Small number of school safety grants make it to Indian Country

The Trump administration announced more than $70 million in school safety grants though few of the funds are going to Indian Country.

The Salt River Schools were the only Indian Country recipient of grants from the STOP School Violence Act Threat Assessment and Technology Reporting Program. The schools, located on the Salt River Pima-Maricopa Indian Community in Arizona, received $95,000 to create and operate threat assessment and crisis intervention teams and to develop technology for anonymous reporting systems, the Department of Justice announced on Tuesday.

As for the STOP School Violence Prevention and Mental Health Training Program, which funds training and education on preventing violence and responding to mental health crises, none of the awards went to Indian Country. The closest was $149,772 for the Durant Independent School in Oklahoma, where about 35 percent of the student body is Native, largely from the Choctaw Nation.

Indian Country fared better in the COPS School Violence Prevention Program. The Native Village of Skagway in Alaska received $23,438 and the Cherokee Nation secured $473,201 to help their schools in Oklahoma coordinate with law enforcement, provide training for law enforcement to prevent student violence and address other safety needs.

"These grants will go a long way toward giving young people and their families both safety and peace of mind," Attorney General Jeff Sessions said in a press release announcing the awards.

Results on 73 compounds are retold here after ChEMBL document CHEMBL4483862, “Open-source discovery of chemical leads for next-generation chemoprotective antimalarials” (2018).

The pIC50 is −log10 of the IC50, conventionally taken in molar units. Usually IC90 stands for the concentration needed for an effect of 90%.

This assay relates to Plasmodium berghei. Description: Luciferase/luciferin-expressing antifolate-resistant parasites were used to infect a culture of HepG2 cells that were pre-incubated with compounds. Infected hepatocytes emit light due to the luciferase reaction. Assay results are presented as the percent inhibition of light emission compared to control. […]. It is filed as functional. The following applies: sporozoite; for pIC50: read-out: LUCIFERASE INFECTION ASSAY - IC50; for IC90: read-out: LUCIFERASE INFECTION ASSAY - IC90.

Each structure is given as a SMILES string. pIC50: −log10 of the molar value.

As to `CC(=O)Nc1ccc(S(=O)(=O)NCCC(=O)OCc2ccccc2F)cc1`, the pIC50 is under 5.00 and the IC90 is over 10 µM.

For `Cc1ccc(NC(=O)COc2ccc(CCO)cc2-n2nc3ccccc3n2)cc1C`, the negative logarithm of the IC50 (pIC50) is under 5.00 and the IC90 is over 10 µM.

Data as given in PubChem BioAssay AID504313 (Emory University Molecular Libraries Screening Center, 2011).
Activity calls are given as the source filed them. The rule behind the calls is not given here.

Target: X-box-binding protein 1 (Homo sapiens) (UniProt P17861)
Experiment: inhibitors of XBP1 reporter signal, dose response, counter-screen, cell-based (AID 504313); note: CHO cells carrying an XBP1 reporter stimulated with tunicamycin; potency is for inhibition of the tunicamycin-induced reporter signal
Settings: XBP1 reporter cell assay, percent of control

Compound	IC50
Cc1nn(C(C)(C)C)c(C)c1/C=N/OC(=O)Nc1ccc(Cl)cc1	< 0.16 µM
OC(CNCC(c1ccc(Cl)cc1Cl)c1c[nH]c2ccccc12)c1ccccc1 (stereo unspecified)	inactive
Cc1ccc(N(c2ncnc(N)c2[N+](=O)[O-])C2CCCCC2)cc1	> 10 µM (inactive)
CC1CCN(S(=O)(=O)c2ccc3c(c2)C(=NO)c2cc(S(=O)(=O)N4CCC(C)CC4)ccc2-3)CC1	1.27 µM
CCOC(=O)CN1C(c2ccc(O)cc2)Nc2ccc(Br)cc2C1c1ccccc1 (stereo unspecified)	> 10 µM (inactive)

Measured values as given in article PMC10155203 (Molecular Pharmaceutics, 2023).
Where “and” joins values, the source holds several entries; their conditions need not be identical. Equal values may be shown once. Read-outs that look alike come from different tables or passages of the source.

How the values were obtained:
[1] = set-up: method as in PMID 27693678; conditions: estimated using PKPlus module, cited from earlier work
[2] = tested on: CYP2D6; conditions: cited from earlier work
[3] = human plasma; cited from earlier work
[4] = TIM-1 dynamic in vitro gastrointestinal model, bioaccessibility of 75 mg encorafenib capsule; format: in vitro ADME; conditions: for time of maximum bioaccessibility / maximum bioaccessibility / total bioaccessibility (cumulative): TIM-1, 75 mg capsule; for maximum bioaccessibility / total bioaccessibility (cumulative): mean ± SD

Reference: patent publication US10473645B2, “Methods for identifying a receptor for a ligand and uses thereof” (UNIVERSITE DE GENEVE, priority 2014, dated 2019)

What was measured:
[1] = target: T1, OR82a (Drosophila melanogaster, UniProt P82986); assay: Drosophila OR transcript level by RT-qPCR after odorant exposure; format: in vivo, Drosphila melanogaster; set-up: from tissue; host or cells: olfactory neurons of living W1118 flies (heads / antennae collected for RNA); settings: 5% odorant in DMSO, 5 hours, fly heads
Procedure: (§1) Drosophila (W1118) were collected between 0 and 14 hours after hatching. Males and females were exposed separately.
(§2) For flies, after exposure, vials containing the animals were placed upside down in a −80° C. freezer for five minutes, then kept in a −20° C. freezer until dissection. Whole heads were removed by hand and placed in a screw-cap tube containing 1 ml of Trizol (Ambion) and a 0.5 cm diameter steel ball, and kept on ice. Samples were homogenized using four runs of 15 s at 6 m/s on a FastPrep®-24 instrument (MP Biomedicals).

The STOP School Violence Act became law earlier this year as part of an omnibus appropriations measure that funded the federal government. Congress ensured that tribes and tribal organizations were eligible for grants to prevent school violence.

The law, though, does not mandate a tribal set-aside. In total, it authorized $75 million in grants for fiscal year 2018.

"More than $19 million will go to supporting threat assessment and crisis reporting systems," Sessions said during a speech in Ohio on Tuesday. "About $28 million will go to providing training and education on how to prevent violence and responding to mental health crises. Nearly $25 million will go to training school resource officers."

The law was passed amid growing demands to make schools, including those on and near reservations, safer. Since 2005, there have been three major reported incidents that have claimed nearly a dozen young lives in and around Indian Country.

"Children in our school system and their educators should not be burdened with fearing for their safety while attending school," President Russell Begaye of the Navajo Nation said after a shooting at a school near the New Mexico portion of the reservation claimed two lives in December 2017. Begaye endorsed the STOP School Violence Act before it became law in March.

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